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Math Puzzles and Games, Grades 6-8_ Over 300 Reproducible Puzzles that Teach Math and Problem Solving

Math Puzzles and Games, Grades 6-8_ Over 300 Reproducible Puzzles that Teach Math and Problem Solving

Product Summery

Introduction

I love puzzles. One guy tries to make something to keep another guy out; there must be a way to beat it.

Richard Feynman
Nobel Laureate—Physics

This book contains more than 300 puzzles, ranging from relatively easy word puzzles to more difficult math brainteasers and requiring math skills from addition and subtraction to determining  probability and algebraic thinking. Here are the types of puzzles you will find within these pages:

Mathematical                                                                    Frame Games
Spatial/Visual                                                                   Cryptograms
Logical                                                                              Analogies
Analytical Reasoning                                                       Sequence
Word puzzles                                                                   Sudoku

By design, I have included a large number and broad spectrum of puzzles, providing teachers and students with multiple options.The puzzles are organized into chapters on numbers and  operations;geometry and measurement; mathematical reasoning; and algebra,statistics, and probability, to facilitate the instructor’s ability to enhance areas of the curriculum that are most  appropriate for their application, adding richness, change of pace, and reinforcement to the teaching and learning processes.

Some Puzzle-Solving Tips

Puzzle solving is sometimes like mathematical problem-solving, but at other times you have to move away from standard approaches to learning mathematics when solving these puzzles. Think  about the puzzles from different perspectives and with a sense of play. Consider some of the following:

• Can the puzzle be solved by breaking it down into simpler components?

• Do any patterns repeat often enough to suggest a prediction for “what comes next”?

• Does the puzzle have multiple answers, or at least one optional answer?

• Try thinking of ways to twist, bend, separate, or spin the puzzle.What does it look like backward, forward, upside down, and sideways?

• Does your answer make sense? Can you plug your answer back into the question to check all the parameters?

• If your answer seems absurd or counterintuitive, can you still defend it? Your answer may very well be correct, even though it seems strange or unusual.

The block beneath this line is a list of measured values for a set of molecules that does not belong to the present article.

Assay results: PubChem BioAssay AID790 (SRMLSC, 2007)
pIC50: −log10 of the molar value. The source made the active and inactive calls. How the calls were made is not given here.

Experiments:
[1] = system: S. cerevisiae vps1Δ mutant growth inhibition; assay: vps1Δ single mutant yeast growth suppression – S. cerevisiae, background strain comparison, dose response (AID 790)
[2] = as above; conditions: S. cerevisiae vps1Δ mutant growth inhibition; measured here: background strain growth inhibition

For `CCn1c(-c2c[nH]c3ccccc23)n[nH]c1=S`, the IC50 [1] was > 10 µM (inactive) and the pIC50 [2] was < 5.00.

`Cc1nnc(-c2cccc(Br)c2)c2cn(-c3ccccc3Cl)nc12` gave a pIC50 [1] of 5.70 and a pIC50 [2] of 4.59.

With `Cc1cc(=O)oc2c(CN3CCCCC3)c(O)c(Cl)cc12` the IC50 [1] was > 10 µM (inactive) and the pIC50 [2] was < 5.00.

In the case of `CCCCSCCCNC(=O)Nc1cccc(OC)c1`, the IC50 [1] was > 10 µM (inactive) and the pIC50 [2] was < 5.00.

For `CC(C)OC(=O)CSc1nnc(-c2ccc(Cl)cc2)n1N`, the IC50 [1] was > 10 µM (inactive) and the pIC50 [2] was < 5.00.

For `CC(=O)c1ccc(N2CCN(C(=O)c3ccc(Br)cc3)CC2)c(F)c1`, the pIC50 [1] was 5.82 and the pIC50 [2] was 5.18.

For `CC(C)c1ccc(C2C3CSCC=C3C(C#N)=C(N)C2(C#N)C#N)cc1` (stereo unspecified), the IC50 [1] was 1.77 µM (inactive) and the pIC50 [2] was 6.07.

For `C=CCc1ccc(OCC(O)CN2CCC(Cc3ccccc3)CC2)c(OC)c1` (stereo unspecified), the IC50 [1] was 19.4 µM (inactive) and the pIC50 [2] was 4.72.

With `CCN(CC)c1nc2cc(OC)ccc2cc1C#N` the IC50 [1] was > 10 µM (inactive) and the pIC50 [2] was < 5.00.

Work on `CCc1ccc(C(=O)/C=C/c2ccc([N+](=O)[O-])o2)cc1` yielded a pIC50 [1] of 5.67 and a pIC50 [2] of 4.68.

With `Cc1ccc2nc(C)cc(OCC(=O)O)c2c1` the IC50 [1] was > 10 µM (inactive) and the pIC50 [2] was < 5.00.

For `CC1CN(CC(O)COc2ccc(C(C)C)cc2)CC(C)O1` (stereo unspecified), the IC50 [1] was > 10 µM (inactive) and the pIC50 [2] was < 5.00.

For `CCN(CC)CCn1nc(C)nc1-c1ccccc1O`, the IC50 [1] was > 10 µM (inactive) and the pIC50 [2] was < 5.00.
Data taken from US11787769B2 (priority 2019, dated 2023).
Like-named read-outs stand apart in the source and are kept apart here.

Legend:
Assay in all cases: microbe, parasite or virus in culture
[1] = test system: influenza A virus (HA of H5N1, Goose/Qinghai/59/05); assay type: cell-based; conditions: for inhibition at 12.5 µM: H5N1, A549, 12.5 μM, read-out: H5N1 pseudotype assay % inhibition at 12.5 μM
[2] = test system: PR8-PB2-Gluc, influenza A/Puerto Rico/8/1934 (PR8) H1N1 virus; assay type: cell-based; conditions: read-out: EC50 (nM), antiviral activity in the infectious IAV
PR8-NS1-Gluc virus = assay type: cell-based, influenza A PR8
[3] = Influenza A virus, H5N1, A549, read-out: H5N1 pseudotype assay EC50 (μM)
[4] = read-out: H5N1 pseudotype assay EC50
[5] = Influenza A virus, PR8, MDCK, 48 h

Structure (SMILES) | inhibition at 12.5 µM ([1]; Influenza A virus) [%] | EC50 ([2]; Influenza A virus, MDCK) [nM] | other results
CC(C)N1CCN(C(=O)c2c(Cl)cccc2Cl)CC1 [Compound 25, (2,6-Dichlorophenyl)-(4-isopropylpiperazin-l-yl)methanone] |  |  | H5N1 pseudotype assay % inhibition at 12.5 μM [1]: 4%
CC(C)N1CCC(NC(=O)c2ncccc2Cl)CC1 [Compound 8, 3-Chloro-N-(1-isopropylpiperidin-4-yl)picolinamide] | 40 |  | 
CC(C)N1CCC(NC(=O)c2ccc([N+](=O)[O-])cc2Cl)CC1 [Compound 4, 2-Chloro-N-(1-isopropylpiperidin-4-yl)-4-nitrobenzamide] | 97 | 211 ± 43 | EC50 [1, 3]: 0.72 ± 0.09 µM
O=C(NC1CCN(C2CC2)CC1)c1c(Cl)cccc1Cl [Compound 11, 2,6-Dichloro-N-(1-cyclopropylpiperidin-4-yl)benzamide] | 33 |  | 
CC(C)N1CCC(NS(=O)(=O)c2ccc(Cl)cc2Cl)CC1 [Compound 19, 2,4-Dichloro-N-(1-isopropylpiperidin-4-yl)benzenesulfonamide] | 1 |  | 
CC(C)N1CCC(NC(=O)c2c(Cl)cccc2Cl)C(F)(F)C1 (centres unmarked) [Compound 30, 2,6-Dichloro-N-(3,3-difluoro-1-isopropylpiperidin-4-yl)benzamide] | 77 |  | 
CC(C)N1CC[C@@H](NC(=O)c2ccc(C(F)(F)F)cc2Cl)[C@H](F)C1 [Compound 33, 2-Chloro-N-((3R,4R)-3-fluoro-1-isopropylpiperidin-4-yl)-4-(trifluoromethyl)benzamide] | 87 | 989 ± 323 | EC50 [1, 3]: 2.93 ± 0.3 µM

• Don’t worry about how you might be seen if you can’t solve the puzzle. We all make mistakes, and no one can answer every question. Just relax, have a good time, and don’t worry about other people’s opinions.

Projects throughout the book marked with a symbol can be done using easy-to-find manipulatives, such as coins, blocks, and cut paper, to help students who may have trouble visualizing some  of the puzzles.

You may wonder why some language arts puzzles are included in a math puzzle book. Puzzles and problems such as analogies and analytical reasoning, which are more “language arts” in  nature,promote and augment critical thinking skills. Take the FRAME GAMES,for example. FRAME GAMES are words, letters, pictures, fonts, and the like, juxtaposed in a way to reveal a  common idiom, famous person,athlete, movie, song title, and so on. These include components of spatial/visual thinking, language, memory, vocabulary, and light- hearted fun. When people  solve even one puzzle correctly—and find the fun in doing so—they are eager to jump to the next challenge,even if it’s a puzzle of a different kind. It has also been found that solving a type of  puzzle in one area often triggers the mind into a flexible mode that makes it easier to solve problems and puzzles in other areas.

Another appealing feature of the FRAME GAMES is that they don’t always follow the standard left-to-right or top-to-bottom pattern for their solutions. Mental flexibility from different perspectives  is required. These puzzles can be used in a broad spectrum of classroom situations—from special education to warm-ups in calculus classes.You’ll find them placed strategically throughout the  book. They offer both a kind of mental break and a different type of thinking challenge.

There is no wrong way to use these puzzles. They are meant to be treated like a good watch or pair of shoes—to be used over and over again. And they never wear out!
Some application ideas are:

• As warm-ups to introduce a new element of math curriculum

• As a focus for competition among teams

• To inspire students to create their own versions to share with their classmates

• As a feature on posters or in class newsletters as the puzzle of the day, week, month, or holiday

• For group problem-solving

• To be sent home for sharing with friends and family

• As the basis for discussions on how the concepts of certain puzzles might have real-life applications and how they might be used with in different professions

• Chosen randomly, for the sole purpose of personal entertainment

I hope the solvers of these puzzles will see that a book of puzzles can be much more than just a puzzle book. It is also a wonderful way to be involved in creative and challenging “mindstretch”  exercises that will enhance a lifetime of thinking skills in so many ways.

So read on . . . and enjoy!

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